You’re in Debt: 9 Terms to Know

Being in debt is nothing to be ashamed of. The current economy has hit a lot of businesses hard. If you have always prided yourself on being debt free, or good with money, you might be tempted to simply pull the covers of your head and ignore your current situation. Instead, I suggest you do what you can to educate yourself about your options. Here are 9 terms you may have heard of, but need to know more about.

1. FDCPA (Fair Debt Collection Practices Act) 

The Fair Debt Collection Practices Act (FDCPA) is a federal law that restricts the behavior of collection agencies when they are attempting to collect money from individuals. The law does not apply to collecting from businesses. The law also does not apply to collections performed by the business that issued the bill you have not paid. You can learn more about FDCPA in our advice to consumer debtors

2. Default Provisions

In a contract, a default clause is a provision that states what will happen if either party defaults, or fails to hold up, their end of the contract. You can learn more about default provisions, and why you should create them in your contracts in our Terms and Conditions Handbook

3. Interest and Collection Costs

One of the clauses in a contract might be about interest and collection costs. These provisions mean that you may owe interest on unpaid debts. You may also be responsible for paying the costs of the creditor hiring a collection agency or legal costs.

4. Acceleration Clause

An acceleration clause is especially common in contracts where there are monthly or quarterly billing. If you default on a payment, this clause allows the company to collect the full amount due under the entire term of the contract, not just the one payment that became delinquent.

5. Credit Counselor

A credit counselor is certified and trained in consumer credit, money and debt management, and budgeting. Counselors can discuss your entire financial situation with you, and help you develop a plan to solve your money problems. It is important to make sure you only see a licensed and reputable counselor. The National Foundation for Credit Counseling® (NFCC®) is the country’s largest nonprofit dedicated to improving people’s financial well-being. They can refer you to counselors in your area that provide financial reviews and help you determine a plan for dealing with your debt. The United States Trustee Program also keeps a list of credit counseling agencies approved to provide pre-bankruptcy counseling.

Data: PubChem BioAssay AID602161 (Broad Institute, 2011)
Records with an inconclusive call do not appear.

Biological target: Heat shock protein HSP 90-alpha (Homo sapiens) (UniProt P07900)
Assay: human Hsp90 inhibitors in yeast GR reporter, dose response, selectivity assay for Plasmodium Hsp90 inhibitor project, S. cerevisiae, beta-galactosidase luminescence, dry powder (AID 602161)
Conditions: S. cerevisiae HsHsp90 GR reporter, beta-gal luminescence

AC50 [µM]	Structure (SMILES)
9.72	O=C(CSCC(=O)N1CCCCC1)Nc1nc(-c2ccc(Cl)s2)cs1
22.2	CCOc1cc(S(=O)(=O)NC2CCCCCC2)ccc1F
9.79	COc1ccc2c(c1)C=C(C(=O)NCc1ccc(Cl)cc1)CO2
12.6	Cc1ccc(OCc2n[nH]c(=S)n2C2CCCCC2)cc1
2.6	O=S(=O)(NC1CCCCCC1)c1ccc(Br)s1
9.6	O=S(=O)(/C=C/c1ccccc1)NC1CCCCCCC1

6. Debt Settlement Services

Debt settlement companies, also sometimes called “debt relief” or “debt adjusting,” are companies that claim to  renegotiate, settle, or in some way change the terms of your debt to a creditor or debt collector. These companies can be very risky and using them can have a negative impact on your credit score. They typically charge a high fee for negotiating discounts. In our opinion, credit counselors generally do a much better job for both clients and their creditors.

7. Judgment

A judgment is the official result of a lawsuit in court. In debt collection lawsuits, the judge may award the creditor a judgment against you. If you don’t respond to a legal complaint, you will lose your chance to defend yourself and you may find that a judgment is entered against you by default. You can learn more about involving the courts in debt collection here.

8. Garnishment

Garnishment is when a creditor takes part of your paycheck or money from your bank account to collect money you owe on a judgment. Garnishments generally require a court order. However, certain debts owed to the government may also result in garnishment, even without a judgment.

9. Statute of Limitations

A statute of limitations is the limited period of time creditors or debt collectors have to file a lawsuit or collect money from you. The statutes of limitations varies from state to state and depending on the type of debt you owe. If you are contacted about an old debt, you should check the statute of limitations before paying on it. Anytime you make a payment, you restart the clock. You can learn more about Statutes of Limitations here.

At The Kaplan Group, we work with companies who are owed money. But we know that in a difficult economy being owed money can lead directly to owing money yourself. We are always happy to help our clients understand more about their situation.

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